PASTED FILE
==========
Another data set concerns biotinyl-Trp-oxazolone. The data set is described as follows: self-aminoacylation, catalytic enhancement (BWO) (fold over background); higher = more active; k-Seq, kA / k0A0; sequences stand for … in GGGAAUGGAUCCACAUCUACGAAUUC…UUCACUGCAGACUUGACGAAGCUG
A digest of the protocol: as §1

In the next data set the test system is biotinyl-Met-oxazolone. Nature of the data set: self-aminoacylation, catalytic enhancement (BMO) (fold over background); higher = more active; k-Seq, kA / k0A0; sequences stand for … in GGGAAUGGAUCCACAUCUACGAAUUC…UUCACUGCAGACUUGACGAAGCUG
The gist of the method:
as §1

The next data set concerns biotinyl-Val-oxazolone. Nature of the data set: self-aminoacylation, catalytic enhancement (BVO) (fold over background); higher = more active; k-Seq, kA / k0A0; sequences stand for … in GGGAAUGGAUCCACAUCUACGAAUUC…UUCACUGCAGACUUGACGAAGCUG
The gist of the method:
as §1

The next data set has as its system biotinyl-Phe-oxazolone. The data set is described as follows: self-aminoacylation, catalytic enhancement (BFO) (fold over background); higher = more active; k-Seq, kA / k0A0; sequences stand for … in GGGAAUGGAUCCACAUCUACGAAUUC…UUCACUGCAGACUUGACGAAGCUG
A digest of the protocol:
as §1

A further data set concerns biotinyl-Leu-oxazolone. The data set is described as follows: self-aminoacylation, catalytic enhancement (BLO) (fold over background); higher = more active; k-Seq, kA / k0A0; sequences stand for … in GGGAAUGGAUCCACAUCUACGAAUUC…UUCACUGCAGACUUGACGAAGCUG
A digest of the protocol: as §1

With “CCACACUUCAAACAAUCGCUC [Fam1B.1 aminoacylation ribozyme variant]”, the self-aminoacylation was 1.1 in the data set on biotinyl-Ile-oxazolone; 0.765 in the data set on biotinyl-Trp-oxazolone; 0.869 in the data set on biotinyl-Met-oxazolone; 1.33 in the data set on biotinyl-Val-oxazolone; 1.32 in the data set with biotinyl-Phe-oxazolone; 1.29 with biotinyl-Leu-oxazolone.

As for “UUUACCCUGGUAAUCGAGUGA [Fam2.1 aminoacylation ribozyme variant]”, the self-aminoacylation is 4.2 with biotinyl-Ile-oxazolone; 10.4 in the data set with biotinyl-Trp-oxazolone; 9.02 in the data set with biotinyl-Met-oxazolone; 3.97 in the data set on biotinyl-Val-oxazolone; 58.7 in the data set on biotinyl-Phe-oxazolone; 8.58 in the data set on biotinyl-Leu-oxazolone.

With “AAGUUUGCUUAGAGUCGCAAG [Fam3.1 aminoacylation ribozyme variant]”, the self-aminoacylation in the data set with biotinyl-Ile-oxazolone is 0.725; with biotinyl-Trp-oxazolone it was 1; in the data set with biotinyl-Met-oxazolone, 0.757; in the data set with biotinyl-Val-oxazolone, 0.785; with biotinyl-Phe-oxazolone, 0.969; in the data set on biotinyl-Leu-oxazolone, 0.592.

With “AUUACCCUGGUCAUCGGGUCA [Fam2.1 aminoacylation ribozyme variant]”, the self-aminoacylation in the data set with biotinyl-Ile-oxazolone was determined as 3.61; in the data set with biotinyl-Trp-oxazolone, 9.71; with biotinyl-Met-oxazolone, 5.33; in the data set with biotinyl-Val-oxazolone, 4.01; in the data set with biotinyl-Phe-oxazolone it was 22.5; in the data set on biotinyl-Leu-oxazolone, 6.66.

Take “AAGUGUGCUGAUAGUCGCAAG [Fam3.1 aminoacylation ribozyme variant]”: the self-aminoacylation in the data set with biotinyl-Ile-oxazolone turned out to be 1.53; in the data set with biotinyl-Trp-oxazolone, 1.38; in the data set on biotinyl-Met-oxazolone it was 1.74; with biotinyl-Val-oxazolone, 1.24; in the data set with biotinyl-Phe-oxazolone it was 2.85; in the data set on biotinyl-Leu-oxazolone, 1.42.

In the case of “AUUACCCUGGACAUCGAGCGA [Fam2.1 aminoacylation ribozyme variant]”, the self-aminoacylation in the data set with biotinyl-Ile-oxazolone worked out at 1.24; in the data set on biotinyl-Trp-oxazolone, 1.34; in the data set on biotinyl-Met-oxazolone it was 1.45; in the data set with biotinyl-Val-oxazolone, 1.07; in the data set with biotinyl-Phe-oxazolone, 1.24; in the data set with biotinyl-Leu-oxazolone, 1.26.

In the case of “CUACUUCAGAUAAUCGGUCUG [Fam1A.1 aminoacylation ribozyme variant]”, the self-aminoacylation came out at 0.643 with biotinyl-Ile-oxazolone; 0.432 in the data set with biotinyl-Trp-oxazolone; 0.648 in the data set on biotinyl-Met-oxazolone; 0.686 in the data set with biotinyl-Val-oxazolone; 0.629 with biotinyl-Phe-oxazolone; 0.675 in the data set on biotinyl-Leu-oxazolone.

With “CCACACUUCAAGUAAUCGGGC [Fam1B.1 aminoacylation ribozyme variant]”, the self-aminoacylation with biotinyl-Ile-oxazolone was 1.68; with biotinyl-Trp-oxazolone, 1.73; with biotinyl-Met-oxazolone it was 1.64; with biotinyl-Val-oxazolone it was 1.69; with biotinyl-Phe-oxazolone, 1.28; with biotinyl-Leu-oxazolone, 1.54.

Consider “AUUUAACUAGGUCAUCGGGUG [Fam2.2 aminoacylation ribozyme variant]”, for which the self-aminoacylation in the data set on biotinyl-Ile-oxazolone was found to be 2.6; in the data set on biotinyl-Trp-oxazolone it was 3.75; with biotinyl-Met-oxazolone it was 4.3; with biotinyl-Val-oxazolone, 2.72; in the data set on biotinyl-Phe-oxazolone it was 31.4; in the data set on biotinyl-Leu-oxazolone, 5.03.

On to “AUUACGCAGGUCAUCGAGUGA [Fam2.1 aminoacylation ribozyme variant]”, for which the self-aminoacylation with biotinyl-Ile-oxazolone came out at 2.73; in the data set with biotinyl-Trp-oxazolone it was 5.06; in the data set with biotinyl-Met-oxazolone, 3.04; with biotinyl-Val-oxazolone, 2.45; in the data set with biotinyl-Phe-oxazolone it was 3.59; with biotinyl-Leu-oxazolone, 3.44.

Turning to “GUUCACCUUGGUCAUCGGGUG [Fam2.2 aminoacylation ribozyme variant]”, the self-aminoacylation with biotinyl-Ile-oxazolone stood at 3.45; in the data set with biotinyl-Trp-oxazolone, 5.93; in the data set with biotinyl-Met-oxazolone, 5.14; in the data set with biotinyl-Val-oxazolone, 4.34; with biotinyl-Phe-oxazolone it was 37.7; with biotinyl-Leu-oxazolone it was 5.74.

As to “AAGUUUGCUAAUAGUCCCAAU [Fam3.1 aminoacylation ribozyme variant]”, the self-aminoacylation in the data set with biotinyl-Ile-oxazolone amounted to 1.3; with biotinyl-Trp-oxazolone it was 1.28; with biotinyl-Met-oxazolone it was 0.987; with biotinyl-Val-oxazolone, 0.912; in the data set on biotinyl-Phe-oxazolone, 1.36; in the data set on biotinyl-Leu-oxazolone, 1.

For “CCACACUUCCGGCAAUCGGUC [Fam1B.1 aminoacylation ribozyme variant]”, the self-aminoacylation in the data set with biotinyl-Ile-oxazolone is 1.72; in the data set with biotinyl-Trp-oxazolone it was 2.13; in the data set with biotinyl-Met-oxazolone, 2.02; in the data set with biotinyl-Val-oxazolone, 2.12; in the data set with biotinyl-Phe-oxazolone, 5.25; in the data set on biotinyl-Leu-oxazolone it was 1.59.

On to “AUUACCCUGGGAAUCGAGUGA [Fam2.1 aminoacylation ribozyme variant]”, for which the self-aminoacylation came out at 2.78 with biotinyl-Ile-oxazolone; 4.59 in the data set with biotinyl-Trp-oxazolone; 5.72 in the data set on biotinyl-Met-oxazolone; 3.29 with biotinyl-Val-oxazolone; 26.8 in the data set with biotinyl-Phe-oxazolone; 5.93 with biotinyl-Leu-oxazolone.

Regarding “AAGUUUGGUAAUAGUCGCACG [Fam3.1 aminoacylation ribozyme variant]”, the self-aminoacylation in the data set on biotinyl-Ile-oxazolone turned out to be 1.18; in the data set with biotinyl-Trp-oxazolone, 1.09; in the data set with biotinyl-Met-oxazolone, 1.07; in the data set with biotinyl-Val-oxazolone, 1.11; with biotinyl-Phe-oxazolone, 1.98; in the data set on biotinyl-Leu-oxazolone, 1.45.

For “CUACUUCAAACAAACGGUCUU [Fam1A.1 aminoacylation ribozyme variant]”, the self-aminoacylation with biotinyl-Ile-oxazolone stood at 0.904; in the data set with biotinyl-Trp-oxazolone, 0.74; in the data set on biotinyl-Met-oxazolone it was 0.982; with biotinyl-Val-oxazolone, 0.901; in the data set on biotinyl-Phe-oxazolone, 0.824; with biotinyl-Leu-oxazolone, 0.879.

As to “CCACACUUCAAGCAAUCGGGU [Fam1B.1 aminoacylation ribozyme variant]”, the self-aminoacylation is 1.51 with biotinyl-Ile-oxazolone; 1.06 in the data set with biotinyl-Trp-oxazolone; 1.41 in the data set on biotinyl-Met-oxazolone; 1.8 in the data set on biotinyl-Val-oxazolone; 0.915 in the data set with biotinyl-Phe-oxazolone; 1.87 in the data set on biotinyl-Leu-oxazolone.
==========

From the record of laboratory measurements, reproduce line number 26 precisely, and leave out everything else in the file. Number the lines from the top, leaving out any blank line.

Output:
For “CCACACUUCCGGCAAUCGGUC [Fam1B.1 aminoacylation ribozyme variant]”, the self-aminoacylation in the data set with biotinyl-Ile-oxazolone is 1.72; in the data set with biotinyl-Trp-oxazolone it was 2.13; in the data set with biotinyl-Met-oxazolone, 2.02; in the data set with biotinyl-Val-oxazolone, 2.12; in the data set with biotinyl-Phe-oxazolone, 5.25; in the data set on biotinyl-Leu-oxazolone it was 1.59.